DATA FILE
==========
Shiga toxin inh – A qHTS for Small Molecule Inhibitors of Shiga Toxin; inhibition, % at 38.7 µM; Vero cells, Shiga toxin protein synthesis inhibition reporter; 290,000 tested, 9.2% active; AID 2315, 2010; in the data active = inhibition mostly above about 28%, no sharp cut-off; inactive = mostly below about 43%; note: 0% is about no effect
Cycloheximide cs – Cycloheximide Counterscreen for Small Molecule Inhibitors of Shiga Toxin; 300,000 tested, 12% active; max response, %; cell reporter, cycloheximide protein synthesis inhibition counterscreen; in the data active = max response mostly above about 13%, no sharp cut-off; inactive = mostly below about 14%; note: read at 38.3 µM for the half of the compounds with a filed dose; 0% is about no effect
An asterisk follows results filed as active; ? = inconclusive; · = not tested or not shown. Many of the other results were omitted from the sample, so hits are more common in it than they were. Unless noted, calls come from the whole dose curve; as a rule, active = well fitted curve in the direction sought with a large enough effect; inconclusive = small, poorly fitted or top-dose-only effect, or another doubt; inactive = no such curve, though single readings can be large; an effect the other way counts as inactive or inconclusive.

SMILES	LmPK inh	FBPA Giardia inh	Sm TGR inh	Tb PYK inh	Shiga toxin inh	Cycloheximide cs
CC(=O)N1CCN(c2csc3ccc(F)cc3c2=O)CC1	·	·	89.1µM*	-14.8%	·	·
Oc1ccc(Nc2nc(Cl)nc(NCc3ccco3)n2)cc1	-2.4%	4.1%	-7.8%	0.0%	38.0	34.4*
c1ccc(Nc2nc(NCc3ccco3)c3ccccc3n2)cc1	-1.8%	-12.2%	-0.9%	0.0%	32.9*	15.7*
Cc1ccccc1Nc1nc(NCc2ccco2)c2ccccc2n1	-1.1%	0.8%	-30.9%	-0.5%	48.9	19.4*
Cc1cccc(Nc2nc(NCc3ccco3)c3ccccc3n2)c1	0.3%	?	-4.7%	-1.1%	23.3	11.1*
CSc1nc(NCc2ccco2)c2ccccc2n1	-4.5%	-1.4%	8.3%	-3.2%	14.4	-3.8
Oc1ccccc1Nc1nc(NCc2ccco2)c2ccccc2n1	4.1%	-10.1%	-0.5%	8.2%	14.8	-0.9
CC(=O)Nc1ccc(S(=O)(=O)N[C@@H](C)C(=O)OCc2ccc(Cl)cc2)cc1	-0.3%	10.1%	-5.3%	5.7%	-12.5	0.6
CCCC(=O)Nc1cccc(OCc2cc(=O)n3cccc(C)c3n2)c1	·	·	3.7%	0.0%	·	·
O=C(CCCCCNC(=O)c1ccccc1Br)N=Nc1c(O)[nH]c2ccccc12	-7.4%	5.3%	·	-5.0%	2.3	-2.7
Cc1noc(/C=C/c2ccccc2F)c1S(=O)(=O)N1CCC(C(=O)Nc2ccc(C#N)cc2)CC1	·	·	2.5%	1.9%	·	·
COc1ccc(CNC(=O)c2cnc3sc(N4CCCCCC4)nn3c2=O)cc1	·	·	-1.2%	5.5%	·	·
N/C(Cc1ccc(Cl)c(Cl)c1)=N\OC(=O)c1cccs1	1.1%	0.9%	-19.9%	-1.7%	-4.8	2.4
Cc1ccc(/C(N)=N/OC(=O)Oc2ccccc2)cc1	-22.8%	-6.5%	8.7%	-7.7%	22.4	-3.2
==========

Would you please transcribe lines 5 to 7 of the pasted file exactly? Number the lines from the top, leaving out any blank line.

CC(=O)N1CCN(c2csc3ccc(F)cc3c2=O)CC1	·	·	89.1µM*	-14.8%	·	·
Oc1ccc(Nc2nc(Cl)nc(NCc3ccco3)n2)cc1	-2.4%	4.1%	-7.8%	0.0%	38.0	34.4*
c1ccc(Nc2nc(NCc3ccco3)c3ccccc3n2)cc1	-1.8%	-12.2%	-0.9%	0.0%	32.9*	15.7*